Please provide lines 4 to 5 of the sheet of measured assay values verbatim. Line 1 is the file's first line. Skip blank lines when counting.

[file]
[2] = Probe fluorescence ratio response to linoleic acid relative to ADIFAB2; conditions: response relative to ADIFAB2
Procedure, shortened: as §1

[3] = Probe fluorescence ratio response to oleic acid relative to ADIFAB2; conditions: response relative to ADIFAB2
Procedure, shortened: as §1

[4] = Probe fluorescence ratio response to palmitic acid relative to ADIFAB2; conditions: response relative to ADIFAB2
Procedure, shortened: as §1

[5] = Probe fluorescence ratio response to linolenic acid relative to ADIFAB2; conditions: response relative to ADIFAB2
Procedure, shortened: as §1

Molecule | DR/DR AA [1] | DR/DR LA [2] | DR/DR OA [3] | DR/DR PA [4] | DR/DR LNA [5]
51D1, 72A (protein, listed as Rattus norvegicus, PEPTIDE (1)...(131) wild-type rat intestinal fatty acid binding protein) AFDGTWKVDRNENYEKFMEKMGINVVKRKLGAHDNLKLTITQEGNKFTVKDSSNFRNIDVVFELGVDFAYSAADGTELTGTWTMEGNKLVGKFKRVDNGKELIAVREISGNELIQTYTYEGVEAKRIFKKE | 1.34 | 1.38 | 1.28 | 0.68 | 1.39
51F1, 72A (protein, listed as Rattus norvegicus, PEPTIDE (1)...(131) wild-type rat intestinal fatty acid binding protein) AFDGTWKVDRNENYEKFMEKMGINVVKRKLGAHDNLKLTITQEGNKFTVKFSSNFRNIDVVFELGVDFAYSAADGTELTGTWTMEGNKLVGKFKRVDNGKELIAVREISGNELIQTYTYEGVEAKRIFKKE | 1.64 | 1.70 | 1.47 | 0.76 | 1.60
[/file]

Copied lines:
Procedure, shortened: as §1

[4] = Probe fluorescence ratio response to palmitic acid relative to ADIFAB2; conditions: response relative to ADIFAB2